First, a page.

2 days ago
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The MOOC Revolution That Wasn't

justaguy516 Re:Learning is hard (182 comments)

One of the reasons why classrooms work is that the students, knowingly or unknowingly are being constantly evaluated. A good teacher makes a statement (or writes a theorem on the board) and then looks around the class; one look is enough to let her know how many of the students understood, how many didn't and how many (as my father, a professor of EE for 42 years says) haven't even understood that they haven't understood - usually the vast majority. She then restates it, or provides a counter-example, or asks one student to tell her what he understood. This allows the teacher to 'pace' the class. A good teacher also provides breaks within the delivery, to allow the students to sit back and digest what they have heard. This cannot be done fully aposteriori. Each class is different and requires a different pace at different parts of the course. I don't see how this gap is handled through online lectures.

Nevertheless, successful MOOCs have been around for 500 years; they are called textbooks. I am teaching myself Riemannian Geometry using Prof. doCarmo's book as numerous amateurs and auto didacts have done before me. Books, with supporting online forums for specific questions (such as stackexchange) allow one to try and follow at one's own pace, find alternate proofs and alternate explanations of material (for me, it usually takes two good text books).

5 days ago
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When Scientists Give Up

justaguy516 Re:Doesn't surprise me (348 comments)

I was indeed thinking of Giordano Bruno, but he was one of many. The astronomer Cecco d'Ascoli was also burned alive for suggesting that men may live on both sides of a round earth.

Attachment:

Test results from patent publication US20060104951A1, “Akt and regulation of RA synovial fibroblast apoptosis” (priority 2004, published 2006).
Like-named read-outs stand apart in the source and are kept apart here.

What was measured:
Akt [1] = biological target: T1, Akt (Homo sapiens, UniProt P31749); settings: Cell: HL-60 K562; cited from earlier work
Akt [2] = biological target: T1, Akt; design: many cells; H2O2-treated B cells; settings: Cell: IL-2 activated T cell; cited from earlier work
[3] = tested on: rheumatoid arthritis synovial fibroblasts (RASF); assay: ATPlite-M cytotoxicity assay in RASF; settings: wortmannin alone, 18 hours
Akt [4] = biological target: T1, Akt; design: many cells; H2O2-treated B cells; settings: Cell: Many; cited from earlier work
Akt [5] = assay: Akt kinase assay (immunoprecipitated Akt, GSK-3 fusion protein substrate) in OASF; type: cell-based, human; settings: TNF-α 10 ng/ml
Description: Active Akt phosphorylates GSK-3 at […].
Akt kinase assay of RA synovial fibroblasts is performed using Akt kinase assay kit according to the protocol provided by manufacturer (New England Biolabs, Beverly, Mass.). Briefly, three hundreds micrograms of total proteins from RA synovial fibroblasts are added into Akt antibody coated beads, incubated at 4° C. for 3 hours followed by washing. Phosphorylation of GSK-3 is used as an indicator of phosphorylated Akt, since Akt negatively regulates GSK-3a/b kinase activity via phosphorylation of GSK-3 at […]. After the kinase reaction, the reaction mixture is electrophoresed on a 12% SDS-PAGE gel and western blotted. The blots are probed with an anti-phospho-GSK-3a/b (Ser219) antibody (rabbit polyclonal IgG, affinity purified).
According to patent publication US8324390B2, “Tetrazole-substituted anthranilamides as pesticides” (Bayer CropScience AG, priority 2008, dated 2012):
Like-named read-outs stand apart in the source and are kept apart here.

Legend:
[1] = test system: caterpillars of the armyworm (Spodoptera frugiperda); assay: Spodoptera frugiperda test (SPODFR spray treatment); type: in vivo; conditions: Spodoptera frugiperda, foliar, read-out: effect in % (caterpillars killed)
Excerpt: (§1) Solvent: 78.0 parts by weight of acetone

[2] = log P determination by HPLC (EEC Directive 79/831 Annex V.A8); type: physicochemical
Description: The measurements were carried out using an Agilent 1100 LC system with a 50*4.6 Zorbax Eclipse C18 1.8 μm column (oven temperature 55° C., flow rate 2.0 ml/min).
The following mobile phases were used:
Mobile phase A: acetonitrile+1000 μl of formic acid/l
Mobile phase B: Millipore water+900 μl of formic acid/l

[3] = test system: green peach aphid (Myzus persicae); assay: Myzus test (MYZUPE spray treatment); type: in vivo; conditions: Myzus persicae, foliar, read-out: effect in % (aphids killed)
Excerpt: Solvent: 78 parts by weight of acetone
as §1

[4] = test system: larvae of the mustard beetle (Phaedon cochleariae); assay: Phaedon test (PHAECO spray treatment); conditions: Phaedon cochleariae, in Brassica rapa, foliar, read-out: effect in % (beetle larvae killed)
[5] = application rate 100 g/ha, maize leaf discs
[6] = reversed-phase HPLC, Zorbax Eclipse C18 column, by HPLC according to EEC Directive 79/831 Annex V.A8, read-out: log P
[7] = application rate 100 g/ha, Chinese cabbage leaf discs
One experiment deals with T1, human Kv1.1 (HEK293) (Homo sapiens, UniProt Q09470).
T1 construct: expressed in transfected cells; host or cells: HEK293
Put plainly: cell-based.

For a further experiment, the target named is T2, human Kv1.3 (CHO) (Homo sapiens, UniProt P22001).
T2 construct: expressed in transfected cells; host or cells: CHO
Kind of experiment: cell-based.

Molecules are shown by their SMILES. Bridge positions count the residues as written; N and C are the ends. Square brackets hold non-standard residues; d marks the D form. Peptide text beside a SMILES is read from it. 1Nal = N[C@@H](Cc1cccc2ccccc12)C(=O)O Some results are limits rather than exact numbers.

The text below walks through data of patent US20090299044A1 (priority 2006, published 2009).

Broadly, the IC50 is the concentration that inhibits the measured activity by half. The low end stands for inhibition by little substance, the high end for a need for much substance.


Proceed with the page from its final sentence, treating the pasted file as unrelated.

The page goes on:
about a week ago
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When Scientists Give Up

justaguy516 Re:Doesn't surprise me (348 comments)

You realize of course that there was a time about 500 years back, when scientists were actually burned at the stake for having the wrong theory?

Bernhard Riemann came up with his 'The hypotheses that lie at the fundamentals of geometry' in a lecture which was part of his interview process. He was trying to get a position as a teacher in Heidelberg University where they wouldn't' pay him a salary; just give him a room to hold lectures in and a percentage of the fees that students would volunteer to pay. And this was fairly typical of scientists in the past. Other than a select few, scientists lived in rags, home-taught their kids (since they couldn't afford good schools) and died in penury. Things have been much, much worse for scientists in the past.

I don't want to trivialize the issues that scientists are facing today (my own sister is a scientist and I hear her fights for funding all the time), but please understand that things are way better today than they were in the past.

about a week ago
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Mysterious, Phony Cell Towers Found Throughout US

justaguy516 Re:sensationalism, ahoy (237 comments)